Doctor writes guide for discussing COVID-19 with patients

Postscript

April 2, 2020

Doctor writes guide for discussing COVID-19 with patients

"This is about how to talk in the era of crisis-care standards," says author Anthony Back, a UW Medicine oncologist and palliative-care specialist. 

Communication between patients and caregivers has long fascinated Dr. Anthony Back, an oncologist and palliative-care specialist at UW Medicine in Seattle. A few weeks ago, he realized that clinicians should have specific guidance for talking about coronavirus – especially now that the pandemic has taken hold in the United States and physicians are talking about rationing ventilators and other critically needed supplies. 

“I was talking with Vicki Sakata of the Northwest Healthcare Response Network and psychologist Tona McGuire, who's had a lot of experience in disaster areas like Katrina and Haiti," Back said. “And I realized that communication about this disaster has a whole other layer beyond typical serious illness. Because if we start talking about rationing, we’re right back to having to deal with ‘death panel’ suggestions again. And we will lose patients' trust at a time when we must have it.”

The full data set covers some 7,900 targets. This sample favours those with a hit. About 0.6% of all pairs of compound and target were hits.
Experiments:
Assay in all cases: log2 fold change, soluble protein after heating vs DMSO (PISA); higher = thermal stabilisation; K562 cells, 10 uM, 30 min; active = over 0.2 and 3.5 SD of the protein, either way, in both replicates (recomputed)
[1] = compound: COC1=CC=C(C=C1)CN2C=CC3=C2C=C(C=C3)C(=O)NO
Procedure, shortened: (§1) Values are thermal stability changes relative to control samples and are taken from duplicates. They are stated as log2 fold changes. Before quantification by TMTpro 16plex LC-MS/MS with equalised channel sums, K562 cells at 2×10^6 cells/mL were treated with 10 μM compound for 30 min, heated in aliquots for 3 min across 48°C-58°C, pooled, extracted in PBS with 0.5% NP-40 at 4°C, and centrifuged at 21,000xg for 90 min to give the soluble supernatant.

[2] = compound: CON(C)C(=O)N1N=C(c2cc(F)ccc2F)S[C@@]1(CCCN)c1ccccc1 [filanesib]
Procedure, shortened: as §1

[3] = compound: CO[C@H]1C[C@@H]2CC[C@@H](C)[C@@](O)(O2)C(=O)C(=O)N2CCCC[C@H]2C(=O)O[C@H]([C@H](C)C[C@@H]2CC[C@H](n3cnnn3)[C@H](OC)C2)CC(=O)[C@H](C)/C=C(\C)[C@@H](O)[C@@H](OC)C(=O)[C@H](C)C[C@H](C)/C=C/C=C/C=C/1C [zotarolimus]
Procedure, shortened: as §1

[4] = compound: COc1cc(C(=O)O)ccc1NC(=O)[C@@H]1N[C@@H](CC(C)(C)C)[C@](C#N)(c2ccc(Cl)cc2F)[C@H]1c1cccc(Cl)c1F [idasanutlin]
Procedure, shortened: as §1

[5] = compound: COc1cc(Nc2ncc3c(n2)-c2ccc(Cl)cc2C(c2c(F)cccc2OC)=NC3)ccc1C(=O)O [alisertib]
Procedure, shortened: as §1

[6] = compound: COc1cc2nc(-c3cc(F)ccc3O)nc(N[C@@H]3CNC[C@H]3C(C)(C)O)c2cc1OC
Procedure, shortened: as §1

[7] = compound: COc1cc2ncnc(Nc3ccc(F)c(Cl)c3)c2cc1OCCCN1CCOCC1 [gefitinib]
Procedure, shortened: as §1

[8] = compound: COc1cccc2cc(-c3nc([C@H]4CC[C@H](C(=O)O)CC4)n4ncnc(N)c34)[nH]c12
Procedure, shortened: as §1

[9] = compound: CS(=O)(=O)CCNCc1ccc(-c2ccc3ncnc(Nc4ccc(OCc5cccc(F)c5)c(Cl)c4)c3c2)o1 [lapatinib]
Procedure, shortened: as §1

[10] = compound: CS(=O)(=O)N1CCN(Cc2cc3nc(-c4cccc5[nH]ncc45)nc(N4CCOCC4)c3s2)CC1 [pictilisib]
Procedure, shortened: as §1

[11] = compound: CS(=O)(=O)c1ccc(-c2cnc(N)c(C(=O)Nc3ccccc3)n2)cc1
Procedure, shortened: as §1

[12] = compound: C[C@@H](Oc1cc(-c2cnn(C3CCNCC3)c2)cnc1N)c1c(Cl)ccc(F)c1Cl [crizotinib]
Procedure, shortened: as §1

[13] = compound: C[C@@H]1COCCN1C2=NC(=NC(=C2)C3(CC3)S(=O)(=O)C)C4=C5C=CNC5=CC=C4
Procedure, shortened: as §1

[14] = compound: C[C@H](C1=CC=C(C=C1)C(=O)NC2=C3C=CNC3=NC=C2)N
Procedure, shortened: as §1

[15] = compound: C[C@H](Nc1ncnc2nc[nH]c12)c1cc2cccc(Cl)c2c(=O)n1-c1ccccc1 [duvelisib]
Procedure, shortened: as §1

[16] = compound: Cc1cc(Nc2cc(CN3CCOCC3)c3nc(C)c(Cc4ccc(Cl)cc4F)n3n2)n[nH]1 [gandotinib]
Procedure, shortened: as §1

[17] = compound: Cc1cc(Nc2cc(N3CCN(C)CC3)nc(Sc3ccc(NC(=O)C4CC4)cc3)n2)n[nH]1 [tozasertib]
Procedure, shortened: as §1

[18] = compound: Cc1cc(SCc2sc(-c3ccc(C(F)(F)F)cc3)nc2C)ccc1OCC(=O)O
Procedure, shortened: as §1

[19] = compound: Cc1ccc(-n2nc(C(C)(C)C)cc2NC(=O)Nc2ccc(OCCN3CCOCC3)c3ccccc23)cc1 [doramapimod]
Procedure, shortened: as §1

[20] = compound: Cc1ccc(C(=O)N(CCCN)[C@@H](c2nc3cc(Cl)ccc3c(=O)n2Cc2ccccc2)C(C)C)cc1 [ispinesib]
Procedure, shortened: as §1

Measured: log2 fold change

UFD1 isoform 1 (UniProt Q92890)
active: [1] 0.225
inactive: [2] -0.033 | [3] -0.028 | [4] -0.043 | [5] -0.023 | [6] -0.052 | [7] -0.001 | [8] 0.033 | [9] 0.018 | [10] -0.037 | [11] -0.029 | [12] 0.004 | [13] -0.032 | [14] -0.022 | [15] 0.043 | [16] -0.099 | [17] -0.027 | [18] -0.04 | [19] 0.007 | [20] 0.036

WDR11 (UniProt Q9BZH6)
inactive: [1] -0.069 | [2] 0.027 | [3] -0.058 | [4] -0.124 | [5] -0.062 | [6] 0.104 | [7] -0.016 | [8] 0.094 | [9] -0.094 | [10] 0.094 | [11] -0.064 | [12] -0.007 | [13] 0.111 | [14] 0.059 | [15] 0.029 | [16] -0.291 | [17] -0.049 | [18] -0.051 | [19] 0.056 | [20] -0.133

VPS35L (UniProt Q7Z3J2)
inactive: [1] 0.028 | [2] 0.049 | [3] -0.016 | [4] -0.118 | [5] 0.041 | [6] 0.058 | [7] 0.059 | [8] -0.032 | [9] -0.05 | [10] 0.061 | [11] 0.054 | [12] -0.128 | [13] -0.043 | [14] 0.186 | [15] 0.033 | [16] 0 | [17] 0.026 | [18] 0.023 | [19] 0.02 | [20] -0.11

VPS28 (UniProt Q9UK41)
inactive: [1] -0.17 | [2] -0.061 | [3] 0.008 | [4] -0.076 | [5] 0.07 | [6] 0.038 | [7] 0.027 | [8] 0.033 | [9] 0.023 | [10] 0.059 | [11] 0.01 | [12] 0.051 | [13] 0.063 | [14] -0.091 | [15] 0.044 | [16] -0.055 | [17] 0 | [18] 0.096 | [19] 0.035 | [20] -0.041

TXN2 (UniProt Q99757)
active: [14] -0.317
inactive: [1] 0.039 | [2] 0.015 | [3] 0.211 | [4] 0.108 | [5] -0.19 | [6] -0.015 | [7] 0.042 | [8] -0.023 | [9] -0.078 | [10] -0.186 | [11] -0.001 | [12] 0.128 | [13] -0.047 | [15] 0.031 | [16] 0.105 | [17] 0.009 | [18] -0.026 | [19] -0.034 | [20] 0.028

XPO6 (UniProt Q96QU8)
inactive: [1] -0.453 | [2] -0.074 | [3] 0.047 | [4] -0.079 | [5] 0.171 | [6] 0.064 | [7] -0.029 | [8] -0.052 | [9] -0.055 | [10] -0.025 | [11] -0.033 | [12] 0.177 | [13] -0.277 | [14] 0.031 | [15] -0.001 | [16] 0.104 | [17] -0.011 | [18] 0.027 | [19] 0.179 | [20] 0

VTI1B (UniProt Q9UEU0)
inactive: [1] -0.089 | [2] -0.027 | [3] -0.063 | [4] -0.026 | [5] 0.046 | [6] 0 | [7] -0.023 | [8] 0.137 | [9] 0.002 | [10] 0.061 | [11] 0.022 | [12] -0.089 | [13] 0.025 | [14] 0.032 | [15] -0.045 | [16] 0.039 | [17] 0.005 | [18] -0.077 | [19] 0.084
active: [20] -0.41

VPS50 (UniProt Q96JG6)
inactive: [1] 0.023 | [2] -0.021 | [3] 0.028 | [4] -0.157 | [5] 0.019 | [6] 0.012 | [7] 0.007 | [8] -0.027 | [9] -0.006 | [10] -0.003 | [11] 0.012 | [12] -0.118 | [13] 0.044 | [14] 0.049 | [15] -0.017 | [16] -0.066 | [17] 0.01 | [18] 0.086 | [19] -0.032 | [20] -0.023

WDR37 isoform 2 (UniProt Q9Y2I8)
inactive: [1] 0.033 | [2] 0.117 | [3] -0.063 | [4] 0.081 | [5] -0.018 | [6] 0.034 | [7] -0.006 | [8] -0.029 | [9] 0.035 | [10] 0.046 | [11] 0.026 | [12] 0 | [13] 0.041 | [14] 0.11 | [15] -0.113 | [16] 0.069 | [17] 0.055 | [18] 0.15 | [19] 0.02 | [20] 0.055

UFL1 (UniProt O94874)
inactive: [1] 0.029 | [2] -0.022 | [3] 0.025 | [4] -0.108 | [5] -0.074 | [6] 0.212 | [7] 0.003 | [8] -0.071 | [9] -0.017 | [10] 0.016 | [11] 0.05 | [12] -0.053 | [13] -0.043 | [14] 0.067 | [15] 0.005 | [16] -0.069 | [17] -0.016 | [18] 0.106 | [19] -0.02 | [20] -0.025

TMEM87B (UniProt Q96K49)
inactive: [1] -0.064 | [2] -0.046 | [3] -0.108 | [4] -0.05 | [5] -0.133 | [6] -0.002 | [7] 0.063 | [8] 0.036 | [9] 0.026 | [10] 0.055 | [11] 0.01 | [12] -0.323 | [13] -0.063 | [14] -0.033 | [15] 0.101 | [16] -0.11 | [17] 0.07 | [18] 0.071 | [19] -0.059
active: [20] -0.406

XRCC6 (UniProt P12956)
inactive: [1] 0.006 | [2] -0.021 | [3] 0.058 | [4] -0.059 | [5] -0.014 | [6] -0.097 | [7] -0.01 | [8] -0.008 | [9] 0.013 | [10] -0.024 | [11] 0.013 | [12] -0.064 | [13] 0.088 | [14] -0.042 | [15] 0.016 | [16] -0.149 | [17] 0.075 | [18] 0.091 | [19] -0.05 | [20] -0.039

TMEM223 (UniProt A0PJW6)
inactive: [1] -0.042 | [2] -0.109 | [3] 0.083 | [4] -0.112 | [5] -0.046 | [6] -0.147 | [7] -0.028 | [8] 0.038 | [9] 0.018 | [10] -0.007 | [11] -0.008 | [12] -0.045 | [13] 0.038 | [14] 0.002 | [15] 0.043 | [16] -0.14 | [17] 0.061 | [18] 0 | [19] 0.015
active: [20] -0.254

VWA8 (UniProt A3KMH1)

So he took the initiative and published a Google Doc on COVID-Ready Communication Skills, and it went viral. "It's been translated into 14 languages already," Back said in astonishment. He was contacted by the Annals of Internal Medicine and asked to write a commentary. "Communication Skills in the Age of COVID-19" was published today. 

“This is about how to talk in the era of crisis-care standards. It's super scary what caregivers are up against. We've never experienced anything like this,” Back said.

The essay is not all about clinician-patient communication; two sections toward the end of the guide, called "Anticipating" and "Grieving," are directed at physicians' self-care. 

“If you look at physicians who've been first responders in other disasters – 9/11, Vietnam, Katrina – it's very clear that there are substantial psychological consequences. One is moral distress, this feeling of knowing the right thing to do but being unable to do it, which is associated with burnout and depression,” Back said.

“As we work our way through this, the physician community really needs to take care of each other and ourselves," he said, identifying empathy and earnest listening as priority skills to maintain. “We have to pay attention to this now.”